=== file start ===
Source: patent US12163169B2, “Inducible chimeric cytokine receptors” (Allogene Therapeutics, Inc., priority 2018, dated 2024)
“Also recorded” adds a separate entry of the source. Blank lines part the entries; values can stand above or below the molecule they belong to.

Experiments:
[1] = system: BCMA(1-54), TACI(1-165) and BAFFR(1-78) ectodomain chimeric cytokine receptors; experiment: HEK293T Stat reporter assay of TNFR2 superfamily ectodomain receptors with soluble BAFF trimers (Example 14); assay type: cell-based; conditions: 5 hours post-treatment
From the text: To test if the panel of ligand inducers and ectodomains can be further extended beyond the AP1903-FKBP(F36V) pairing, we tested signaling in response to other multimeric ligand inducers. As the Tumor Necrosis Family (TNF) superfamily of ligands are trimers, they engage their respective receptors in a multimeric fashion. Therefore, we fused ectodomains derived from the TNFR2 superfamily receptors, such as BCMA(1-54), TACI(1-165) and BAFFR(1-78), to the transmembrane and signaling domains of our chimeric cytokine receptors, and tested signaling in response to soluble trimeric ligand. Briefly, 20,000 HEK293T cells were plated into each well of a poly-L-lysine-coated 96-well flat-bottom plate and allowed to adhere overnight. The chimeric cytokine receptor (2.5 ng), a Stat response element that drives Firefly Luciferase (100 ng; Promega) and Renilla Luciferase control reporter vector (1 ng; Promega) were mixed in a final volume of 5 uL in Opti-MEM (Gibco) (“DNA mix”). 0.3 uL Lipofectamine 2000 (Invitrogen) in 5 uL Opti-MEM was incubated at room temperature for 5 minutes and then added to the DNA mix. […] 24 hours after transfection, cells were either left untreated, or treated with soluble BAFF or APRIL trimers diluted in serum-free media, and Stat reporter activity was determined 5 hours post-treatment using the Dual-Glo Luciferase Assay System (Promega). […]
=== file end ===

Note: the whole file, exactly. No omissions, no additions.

Source: patent US12163169B2, “Inducible chimeric cytokine receptors” (Allogene Therapeutics, Inc., priority 2018, dated 2024)
“Also recorded” adds a separate entry of the source. Blank lines part the entries; values can stand above or below the molecule they belong to.

Experiments:
[1] = system: BCMA(1-54), TACI(1-165) and BAFFR(1-78) ectodomain chimeric cytokine receptors; experiment: HEK293T Stat reporter assay of TNFR2 superfamily ectodomain receptors with soluble BAFF trimers (Example 14); assay type: cell-based; conditions: 5 hours post-treatment
From the text: To test if the panel of ligand inducers and ectodomains can be further extended beyond the AP1903-FKBP(F36V) pairing, we tested signaling in response to other multimeric ligand inducers. As the Tumor Necrosis Family (TNF) superfamily of ligands are trimers, they engage their respective receptors in a multimeric fashion. Therefore, we fused ectodomains derived from the TNFR2 superfamily receptors, such as BCMA(1-54), TACI(1-165) and BAFFR(1-78), to the transmembrane and signaling domains of our chimeric cytokine receptors, and tested signaling in response to soluble trimeric ligand. Briefly, 20,000 HEK293T cells were plated into each well of a poly-L-lysine-coated 96-well flat-bottom plate and allowed to adhere overnight. The chimeric cytokine receptor (2.5 ng), a Stat response element that drives Firefly Luciferase (100 ng; Promega) and Renilla Luciferase control reporter vector (1 ng; Promega) were mixed in a final volume of 5 uL in Opti-MEM (Gibco) (“DNA mix”). 0.3 uL Lipofectamine 2000 (Invitrogen) in 5 uL Opti-MEM was incubated at room temperature for 5 minutes and then added to the DNA mix. […] 24 hours after transfection, cells were either left untreated, or treated with soluble BAFF or APRIL trimers diluted in serum-free media, and Stat reporter activity was determined 5 hours post-treatment using the Dual-Glo Luciferase Assay System (Promega). […]